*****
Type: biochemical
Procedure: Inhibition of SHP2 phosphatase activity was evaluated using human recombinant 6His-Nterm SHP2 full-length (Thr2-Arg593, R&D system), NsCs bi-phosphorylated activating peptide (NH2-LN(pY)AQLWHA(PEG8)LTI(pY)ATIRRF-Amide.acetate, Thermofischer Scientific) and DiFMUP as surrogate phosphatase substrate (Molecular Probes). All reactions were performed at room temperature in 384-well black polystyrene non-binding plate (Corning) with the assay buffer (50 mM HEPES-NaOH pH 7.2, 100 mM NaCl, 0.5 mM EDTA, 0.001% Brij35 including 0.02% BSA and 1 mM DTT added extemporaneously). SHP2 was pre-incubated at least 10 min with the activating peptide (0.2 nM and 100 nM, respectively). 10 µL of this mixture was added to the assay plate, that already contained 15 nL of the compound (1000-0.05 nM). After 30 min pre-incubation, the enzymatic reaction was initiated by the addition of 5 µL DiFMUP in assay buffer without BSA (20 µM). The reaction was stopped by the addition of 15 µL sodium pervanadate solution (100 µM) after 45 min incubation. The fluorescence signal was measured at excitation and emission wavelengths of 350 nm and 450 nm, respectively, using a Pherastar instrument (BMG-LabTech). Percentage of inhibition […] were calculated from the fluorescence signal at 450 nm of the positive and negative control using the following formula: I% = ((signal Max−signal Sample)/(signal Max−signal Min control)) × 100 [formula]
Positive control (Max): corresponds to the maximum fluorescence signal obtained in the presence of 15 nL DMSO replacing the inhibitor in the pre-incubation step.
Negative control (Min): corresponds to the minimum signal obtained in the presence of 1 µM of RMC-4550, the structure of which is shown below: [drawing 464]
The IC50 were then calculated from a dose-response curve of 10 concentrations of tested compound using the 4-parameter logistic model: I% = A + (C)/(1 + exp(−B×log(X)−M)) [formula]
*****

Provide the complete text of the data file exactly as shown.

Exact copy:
Type: biochemical
Procedure: Inhibition of SHP2 phosphatase activity was evaluated using human recombinant 6His-Nterm SHP2 full-length (Thr2-Arg593, R&D system), NsCs bi-phosphorylated activating peptide (NH2-LN(pY)AQLWHA(PEG8)LTI(pY)ATIRRF-Amide.acetate, Thermofischer Scientific) and DiFMUP as surrogate phosphatase substrate (Molecular Probes). All reactions were performed at room temperature in 384-well black polystyrene non-binding plate (Corning) with the assay buffer (50 mM HEPES-NaOH pH 7.2, 100 mM NaCl, 0.5 mM EDTA, 0.001% Brij35 including 0.02% BSA and 1 mM DTT added extemporaneously). SHP2 was pre-incubated at least 10 min with the activating peptide (0.2 nM and 100 nM, respectively). 10 µL of this mixture was added to the assay plate, that already contained 15 nL of the compound (1000-0.05 nM). After 30 min pre-incubation, the enzymatic reaction was initiated by the addition of 5 µL DiFMUP in assay buffer without BSA (20 µM). The reaction was stopped by the addition of 15 µL sodium pervanadate solution (100 µM) after 45 min incubation. The fluorescence signal was measured at excitation and emission wavelengths of 350 nm and 450 nm, respectively, using a Pherastar instrument (BMG-LabTech). Percentage of inhibition […] were calculated from the fluorescence signal at 450 nm of the positive and negative control using the following formula: I% = ((signal Max−signal Sample)/(signal Max−signal Min control)) × 100 [formula]
Positive control (Max): corresponds to the maximum fluorescence signal obtained in the presence of 15 nL DMSO replacing the inhibitor in the pre-incubation step.
Negative control (Min): corresponds to the minimum signal obtained in the presence of 1 µM of RMC-4550, the structure of which is shown below: [drawing 464]
The IC50 were then calculated from a dose-response curve of 10 concentrations of tested compound using the 4-parameter logistic model: I% = A + (C)/(1 + exp(−B×log(X)−M)) [formula]